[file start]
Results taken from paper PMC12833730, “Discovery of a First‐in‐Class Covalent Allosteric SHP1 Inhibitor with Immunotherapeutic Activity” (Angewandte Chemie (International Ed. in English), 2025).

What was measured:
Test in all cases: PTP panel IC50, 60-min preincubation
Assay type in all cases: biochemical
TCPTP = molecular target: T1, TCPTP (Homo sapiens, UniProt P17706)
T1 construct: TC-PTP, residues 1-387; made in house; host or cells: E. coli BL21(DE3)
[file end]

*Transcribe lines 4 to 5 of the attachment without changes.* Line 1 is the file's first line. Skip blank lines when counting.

Assay type in all cases: biochemical
TCPTP = molecular target: T1, TCPTP (Homo sapiens, UniProt P17706)